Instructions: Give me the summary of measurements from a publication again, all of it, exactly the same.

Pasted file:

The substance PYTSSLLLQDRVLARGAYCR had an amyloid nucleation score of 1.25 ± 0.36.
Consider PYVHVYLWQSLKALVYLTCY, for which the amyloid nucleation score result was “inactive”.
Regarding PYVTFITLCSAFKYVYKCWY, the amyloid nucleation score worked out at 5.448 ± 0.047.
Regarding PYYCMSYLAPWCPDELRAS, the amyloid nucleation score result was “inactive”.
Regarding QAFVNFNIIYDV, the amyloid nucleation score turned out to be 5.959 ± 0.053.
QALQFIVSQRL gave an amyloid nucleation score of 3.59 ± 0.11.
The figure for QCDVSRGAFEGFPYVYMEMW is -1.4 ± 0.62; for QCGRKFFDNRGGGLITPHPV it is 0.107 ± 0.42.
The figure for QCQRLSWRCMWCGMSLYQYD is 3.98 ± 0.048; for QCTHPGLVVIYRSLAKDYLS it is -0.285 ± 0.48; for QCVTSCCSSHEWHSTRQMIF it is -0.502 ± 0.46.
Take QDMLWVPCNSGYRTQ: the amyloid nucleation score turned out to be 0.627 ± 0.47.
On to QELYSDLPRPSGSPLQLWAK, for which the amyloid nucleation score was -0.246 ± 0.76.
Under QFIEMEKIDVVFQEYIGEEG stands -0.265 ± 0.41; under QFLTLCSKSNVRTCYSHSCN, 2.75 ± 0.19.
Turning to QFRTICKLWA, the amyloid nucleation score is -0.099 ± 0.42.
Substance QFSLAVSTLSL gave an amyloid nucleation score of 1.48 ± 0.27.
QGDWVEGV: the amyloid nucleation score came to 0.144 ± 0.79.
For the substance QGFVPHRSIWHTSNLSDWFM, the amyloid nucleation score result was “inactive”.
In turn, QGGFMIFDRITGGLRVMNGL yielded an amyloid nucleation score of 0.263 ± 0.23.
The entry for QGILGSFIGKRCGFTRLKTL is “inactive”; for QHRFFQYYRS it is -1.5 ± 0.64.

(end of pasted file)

The substance PYTSSLLLQDRVLARGAYCR had an amyloid nucleation score of 1.25 ± 0.36.
Consider PYVHVYLWQSLKALVYLTCY, for which the amyloid nucleation score result was “inactive”.
Regarding PYVTFITLCSAFKYVYKCWY, the amyloid nucleation score worked out at 5.448 ± 0.047.
Regarding PYYCMSYLAPWCPDELRAS, the amyloid nucleation score result was “inactive”.
Regarding QAFVNFNIIYDV, the amyloid nucleation score turned out to be 5.959 ± 0.053.
QALQFIVSQRL gave an amyloid nucleation score of 3.59 ± 0.11.
The figure for QCDVSRGAFEGFPYVYMEMW is -1.4 ± 0.62; for QCGRKFFDNRGGGLITPHPV it is 0.107 ± 0.42.
The figure for QCQRLSWRCMWCGMSLYQYD is 3.98 ± 0.048; for QCTHPGLVVIYRSLAKDYLS it is -0.285 ± 0.48; for QCVTSCCSSHEWHSTRQMIF it is -0.502 ± 0.46.
Take QDMLWVPCNSGYRTQ: the amyloid nucleation score turned out to be 0.627 ± 0.47.
On to QELYSDLPRPSGSPLQLWAK, for which the amyloid nucleation score was -0.246 ± 0.76.
Under QFIEMEKIDVVFQEYIGEEG stands -0.265 ± 0.41; under QFLTLCSKSNVRTCYSHSCN, 2.75 ± 0.19.
Turning to QFRTICKLWA, the amyloid nucleation score is -0.099 ± 0.42.
Substance QFSLAVSTLSL gave an amyloid nucleation score of 1.48 ± 0.27.
QGDWVEGV: the amyloid nucleation score came to 0.144 ± 0.79.
For the substance QGFVPHRSIWHTSNLSDWFM, the amyloid nucleation score result was “inactive”.
In turn, QGGFMIFDRITGGLRVMNGL yielded an amyloid nucleation score of 0.263 ± 0.23.
The entry for QGILGSFIGKRCGFTRLKTL is “inactive”; for QHRFFQYYRS it is -1.5 ± 0.64.